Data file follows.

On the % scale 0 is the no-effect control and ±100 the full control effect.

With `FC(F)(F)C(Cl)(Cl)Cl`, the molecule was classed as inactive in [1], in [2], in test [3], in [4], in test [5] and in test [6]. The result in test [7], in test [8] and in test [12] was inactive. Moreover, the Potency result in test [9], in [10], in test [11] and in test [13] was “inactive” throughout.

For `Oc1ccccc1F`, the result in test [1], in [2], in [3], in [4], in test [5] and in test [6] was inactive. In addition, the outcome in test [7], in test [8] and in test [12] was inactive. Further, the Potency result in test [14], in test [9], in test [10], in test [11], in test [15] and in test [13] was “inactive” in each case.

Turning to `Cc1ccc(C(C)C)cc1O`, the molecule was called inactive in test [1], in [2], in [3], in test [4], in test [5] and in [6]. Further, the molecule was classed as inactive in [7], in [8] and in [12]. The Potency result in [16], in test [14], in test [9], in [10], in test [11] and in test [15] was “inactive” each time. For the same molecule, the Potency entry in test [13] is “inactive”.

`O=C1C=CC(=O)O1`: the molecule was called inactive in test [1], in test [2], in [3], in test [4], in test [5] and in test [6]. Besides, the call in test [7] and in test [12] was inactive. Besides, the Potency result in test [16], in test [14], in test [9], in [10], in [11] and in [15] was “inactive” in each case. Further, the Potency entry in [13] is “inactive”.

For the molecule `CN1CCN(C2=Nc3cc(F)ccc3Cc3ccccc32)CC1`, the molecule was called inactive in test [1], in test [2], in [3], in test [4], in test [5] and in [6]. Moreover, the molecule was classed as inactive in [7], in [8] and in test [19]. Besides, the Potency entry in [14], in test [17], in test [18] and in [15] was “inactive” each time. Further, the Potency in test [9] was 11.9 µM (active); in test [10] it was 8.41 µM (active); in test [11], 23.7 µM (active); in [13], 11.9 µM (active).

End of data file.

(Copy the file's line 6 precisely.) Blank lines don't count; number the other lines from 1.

For the molecule `CN1CCN(C2=Nc3cc(F)ccc3Cc3ccccc32)CC1`, the molecule was called inactive in test [1], in test [2], in [3], in test [4], in test [5] and in [6]. Moreover, the molecule was classed as inactive in [7], in [8] and in test [19]. Besides, the Potency entry in [14], in test [17], in test [18] and in [15] was “inactive” each time. Further, the Potency in test [9] was 11.9 µM (active); in test [10] it was 8.41 µM (active); in test [11], 23.7 µM (active); in [13], 11.9 µM (active).